At the macroecnomic level, debt and savings are completely independent, non-comparable dimensions. Debt is financial. Savings is real. It is possible to have lots of debt and lots of savings. If you’re talking about distribution, you mean less debt in aggregate, but that doesn’t necessarily mean more savings. In fact, they’re non-comparable dimensions at the microeconomic level. The marginal real net savings effect of debt is 0 – negative savings for the borrower; positive savings for the lender. This includes households, business, government, and the financial sector.

  3. Richard Kline

    Yo Anon of 7:04: “The marginal real net savings effect of debt is 0 . . . .” No, that’s the theory of some, but in practice unpersuasive. But beyond that comment I’m going to neither argue or discuss that. Did you actually read the comment, friend? The point is that an economy that doesn’t save is headed for a deal of trouble. There have to be savings if lenders are going to lend, losses are going to be reserved, long-term expenditures are going to be funded gradually, and declining individual lifetime productivity is offset by personal assets. Do you have a relevant comment on that?

  4. Anonymous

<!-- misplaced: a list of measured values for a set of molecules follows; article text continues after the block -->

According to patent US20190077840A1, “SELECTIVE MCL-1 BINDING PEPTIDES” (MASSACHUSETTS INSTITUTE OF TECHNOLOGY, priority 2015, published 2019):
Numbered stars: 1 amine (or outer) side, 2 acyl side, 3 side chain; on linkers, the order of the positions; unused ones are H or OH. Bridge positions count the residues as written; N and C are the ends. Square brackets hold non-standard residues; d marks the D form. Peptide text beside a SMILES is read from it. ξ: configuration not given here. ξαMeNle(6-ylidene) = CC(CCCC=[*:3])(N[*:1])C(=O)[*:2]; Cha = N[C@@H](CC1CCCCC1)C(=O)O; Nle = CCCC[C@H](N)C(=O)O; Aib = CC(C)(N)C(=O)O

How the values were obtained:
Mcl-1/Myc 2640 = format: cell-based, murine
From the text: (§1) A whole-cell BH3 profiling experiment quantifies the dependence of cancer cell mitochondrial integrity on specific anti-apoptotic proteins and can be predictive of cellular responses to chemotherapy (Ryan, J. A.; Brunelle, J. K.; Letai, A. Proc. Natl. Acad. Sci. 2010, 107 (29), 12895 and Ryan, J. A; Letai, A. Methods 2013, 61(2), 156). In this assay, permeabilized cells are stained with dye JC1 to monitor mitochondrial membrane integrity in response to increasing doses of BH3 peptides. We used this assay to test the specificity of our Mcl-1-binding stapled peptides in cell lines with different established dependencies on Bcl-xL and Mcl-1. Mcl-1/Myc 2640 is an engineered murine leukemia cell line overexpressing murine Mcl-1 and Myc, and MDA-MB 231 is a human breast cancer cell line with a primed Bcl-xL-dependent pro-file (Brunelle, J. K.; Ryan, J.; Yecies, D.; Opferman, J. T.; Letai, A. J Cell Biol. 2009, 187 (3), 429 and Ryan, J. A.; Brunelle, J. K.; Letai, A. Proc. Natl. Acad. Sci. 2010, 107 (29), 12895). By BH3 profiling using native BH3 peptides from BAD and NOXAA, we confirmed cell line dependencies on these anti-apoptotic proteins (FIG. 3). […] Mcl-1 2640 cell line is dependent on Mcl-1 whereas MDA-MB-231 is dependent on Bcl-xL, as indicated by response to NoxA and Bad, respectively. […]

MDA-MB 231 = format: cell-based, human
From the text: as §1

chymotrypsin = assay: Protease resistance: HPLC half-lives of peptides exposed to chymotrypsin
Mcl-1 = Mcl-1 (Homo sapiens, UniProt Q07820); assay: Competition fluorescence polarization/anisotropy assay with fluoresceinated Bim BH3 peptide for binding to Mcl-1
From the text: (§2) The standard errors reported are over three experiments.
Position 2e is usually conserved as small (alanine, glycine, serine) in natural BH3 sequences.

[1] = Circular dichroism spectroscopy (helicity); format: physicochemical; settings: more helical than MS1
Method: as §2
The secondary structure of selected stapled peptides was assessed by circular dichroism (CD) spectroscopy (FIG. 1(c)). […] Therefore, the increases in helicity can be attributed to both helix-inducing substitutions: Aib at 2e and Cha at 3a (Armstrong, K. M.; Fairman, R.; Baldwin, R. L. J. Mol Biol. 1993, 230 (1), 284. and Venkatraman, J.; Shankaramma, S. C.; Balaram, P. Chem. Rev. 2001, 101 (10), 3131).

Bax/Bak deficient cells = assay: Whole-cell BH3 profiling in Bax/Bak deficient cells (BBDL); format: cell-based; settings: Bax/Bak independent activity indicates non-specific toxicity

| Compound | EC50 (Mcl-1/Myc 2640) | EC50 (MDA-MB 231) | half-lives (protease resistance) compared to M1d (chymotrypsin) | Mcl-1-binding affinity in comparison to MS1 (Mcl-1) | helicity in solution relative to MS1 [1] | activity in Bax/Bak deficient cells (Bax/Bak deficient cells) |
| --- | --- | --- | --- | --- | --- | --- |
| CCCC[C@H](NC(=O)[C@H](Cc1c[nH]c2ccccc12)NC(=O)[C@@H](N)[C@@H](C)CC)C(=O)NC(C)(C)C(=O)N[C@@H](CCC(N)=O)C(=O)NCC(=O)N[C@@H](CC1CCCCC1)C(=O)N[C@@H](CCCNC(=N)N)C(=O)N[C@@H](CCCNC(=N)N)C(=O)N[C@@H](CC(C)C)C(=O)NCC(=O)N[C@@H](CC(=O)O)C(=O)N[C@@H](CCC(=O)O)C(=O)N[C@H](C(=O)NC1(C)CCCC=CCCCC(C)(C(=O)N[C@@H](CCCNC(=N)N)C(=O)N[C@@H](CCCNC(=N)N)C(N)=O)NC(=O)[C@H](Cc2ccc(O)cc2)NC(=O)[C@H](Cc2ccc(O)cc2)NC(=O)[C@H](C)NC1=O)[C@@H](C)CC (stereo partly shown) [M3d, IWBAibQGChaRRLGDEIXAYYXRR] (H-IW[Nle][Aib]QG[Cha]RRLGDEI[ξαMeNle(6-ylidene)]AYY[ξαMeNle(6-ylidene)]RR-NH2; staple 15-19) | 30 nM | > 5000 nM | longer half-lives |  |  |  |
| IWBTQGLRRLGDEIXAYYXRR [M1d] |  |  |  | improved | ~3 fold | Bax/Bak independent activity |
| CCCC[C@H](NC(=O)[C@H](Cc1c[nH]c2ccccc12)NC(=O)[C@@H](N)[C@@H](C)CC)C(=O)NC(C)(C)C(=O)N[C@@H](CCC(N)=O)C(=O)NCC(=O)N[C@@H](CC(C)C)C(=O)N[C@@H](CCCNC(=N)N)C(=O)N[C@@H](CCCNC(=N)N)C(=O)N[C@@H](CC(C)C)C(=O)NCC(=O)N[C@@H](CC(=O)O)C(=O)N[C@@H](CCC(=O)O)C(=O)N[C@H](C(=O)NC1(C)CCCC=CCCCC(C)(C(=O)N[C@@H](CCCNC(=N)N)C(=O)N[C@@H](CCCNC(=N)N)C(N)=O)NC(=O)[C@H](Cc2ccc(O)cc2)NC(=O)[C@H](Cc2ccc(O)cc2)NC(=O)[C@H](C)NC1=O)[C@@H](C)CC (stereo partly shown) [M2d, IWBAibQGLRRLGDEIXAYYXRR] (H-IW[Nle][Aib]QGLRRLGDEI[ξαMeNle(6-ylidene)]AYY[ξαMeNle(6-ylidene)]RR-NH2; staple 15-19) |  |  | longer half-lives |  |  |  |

Not to lessen the obvious value of all the above, but the Nov 12, 2007 NYT cuts a bit closer to the bone…

    ‘…And as he awaits his official retirement next month, Mr. Prince can rest assured that he will leave with $68 million, including his salary and accumulated stockholdings; a $1.7 million pension; an office, car and driver for up to five years — all in addition to the bonus. That is on top of $53.1 million he has taken home in the last four years, a period when $64 billion in the company’s market value has evaporated.’

    What result does anyone expect from a compensation system that, when forced to choose between the continuity of the company and the enrichment of the executive, will opt for the latter?

    The main drawback would be that first (and maybe only) solving this fails to provide much fodder for the publish or perish crowd.

    These people were paid to indulge in activities that inevitably were to bring down their employers!


  5. Anonymous

    Richard Kine,

    I’ve read “the comment” as much as I can, and hope to spend more time on it when I can see more consistent linkage with the real world. Hence my comment, which was meant to be probative and extractive.